Ear pain-how to help when flying or diving

Ear pain is common when descending in an airplane, or when diving.

The air in the middle ear shrinks on descent in air or water, creating a negative pressure in the cavity and an inward movement of the ear drum. It is then necessary to 'clear' the ear by swallowing, yawning, or by performing the Toynbee manoeuvre (pinch the nose and then swallow), or the Valsalva manoeuvre (blowing out through a pinched nose).

On ascent, the air in the middle ear expands causing the tympanic membrane to bulge outwards. In this case, the middle ear will usually clear passively via the Eustachian tube which connects the inner ear to the back of the throat, so most people do not experience problems during the ascent of a flight or a dive, unless the ascent is very fast.

For these manoeuvres to work, the Eustachian tube (which connects the middle ear to the back of the throat) must be clear and functioning properly. Some people are more prone to 'Eustachian dysfunction' than others and some conditions are more likely to create malfunctioning of the tube.

The commonest conditions to cause problems are:

  • Any acute cold/sinusitis
  • Allergic conditions affecting the nose, known as rhinitis
In divers, the pressure changes are relatively greatest during the early stages of the dive.
  • After only 1m of descent the diver will be aware of increased pressure on the eardrums
  • At 2m this will become painful.
  • If the ears have not been cleared at 3m, the Eustachian tubes become 'locked' and muscular action using the manoeuvres described above is unable to overcome the pressure differential and relieve the pressure.
  • At 4m the water pressure is enough to rupture the ear drum
What you can do
  • Anyone suffering from an acute cold or other upper respiratory infection should not dive and should ideally avoid flying, especially in unpressurised aircraft.
  • Treat with a systemic decongestant (such as sudafed) an hour or so before descent, combine with a topical nasal decongestant (sinex/otrivine).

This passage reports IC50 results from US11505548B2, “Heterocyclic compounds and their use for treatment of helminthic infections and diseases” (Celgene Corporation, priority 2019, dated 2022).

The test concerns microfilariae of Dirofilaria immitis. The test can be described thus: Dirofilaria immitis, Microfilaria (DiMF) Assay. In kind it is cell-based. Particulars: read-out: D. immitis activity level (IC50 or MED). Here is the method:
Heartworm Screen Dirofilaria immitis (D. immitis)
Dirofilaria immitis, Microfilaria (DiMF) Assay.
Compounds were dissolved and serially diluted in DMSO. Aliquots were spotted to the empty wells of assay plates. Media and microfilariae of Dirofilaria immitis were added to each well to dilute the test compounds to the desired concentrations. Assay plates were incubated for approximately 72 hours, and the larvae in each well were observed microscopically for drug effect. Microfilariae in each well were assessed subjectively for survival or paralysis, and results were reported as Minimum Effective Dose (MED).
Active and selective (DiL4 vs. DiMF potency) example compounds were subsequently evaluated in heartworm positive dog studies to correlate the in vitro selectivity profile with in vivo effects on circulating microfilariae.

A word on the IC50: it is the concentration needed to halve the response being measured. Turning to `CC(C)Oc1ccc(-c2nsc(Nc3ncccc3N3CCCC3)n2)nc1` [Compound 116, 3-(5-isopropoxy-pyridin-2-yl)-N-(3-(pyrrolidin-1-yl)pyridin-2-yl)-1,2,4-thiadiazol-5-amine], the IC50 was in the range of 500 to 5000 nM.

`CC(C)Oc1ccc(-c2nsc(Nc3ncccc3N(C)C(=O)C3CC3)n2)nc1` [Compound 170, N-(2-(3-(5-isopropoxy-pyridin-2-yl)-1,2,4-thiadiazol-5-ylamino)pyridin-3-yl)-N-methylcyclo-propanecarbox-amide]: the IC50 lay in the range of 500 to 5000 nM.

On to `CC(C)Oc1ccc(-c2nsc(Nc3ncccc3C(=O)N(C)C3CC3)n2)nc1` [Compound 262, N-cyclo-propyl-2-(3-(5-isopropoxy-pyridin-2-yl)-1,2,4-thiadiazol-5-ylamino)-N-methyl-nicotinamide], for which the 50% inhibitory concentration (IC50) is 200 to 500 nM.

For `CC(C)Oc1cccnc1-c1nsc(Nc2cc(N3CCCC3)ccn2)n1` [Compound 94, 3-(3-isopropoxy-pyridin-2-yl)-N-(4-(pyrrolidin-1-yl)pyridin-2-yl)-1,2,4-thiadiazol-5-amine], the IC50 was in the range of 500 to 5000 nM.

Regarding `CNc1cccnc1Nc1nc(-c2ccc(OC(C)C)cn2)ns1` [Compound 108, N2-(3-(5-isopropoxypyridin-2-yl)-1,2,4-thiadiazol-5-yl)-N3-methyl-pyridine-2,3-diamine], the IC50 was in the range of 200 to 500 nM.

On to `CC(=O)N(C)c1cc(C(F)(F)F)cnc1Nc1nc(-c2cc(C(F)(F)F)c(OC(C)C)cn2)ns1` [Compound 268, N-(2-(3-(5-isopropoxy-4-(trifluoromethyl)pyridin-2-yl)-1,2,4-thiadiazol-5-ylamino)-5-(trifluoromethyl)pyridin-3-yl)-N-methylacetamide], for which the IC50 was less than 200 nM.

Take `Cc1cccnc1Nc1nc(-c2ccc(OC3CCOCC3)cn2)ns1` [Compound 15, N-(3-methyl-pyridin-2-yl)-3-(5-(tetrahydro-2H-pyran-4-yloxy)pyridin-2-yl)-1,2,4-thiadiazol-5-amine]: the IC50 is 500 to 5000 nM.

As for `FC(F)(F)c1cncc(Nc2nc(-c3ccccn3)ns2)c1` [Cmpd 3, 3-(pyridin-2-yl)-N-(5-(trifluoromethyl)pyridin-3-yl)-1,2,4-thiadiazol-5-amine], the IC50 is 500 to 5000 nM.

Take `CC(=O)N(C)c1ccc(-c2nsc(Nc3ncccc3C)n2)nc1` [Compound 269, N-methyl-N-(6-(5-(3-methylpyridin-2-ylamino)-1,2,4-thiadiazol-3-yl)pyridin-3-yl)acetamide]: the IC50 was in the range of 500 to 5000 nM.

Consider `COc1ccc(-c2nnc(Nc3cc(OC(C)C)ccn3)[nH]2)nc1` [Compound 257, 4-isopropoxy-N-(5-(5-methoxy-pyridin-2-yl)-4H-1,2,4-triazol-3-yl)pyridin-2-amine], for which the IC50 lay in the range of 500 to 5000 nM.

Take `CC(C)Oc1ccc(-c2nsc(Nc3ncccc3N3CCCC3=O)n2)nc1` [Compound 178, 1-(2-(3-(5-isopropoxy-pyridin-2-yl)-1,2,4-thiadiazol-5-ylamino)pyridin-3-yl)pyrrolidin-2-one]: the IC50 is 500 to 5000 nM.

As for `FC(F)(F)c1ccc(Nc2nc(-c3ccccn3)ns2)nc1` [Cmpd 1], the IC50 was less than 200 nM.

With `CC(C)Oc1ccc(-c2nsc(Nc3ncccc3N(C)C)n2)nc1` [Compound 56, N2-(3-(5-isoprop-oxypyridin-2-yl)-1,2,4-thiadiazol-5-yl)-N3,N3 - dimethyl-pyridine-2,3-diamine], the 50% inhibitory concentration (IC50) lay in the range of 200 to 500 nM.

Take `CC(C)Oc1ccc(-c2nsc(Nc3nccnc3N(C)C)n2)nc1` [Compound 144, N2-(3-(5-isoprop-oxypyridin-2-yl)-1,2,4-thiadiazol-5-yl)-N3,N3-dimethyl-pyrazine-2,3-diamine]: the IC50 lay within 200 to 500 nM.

• Young children often have poor Eustachian tube function and should be encouraged to suck sweets or chew gum during the descent.
  • Infants can be given a feed, either breast or bottle, on commencing descent.
  • Adults should be advised to stay awake during descent as the Eustachian tube does not open when asleep.
  • Excess alcohol should be avoided as this causes upper respiratory congestion.
  • Clear the ears with a Toynbee manoeuvre (pinch the nose, then swallow) at the first sign of discomfort. Valsalva manoeuvre (pinch the nose then blow out through the nose) can also be performed but it can make some people feel faint. Do not do this if you have a history of heart disease.
  • Systemic decongestants such as sudafed should only be used with caution in divers, as the effects of drugs can be enhanced by increased pressure. Try the medication on a nondiving day to establish side effects first. Under no circumstances should decongestants be used to enable diving while suffering from a cold or other respiratory infection.
  • Divers who suffer frequent bouts of pain should see their doctor to exclude conditions affecting their ears. Referral to an ENT surgeon may be advised.
  • Divers should not use earplugs to prevent symptoms, this can make matters worse. Sometimes, tightly fitting neoprene hoods can act like earplugs, as can wax which is impacted on the eardrum.

Further information

This article published on
28 November 2005

Next review date 11/1/2013


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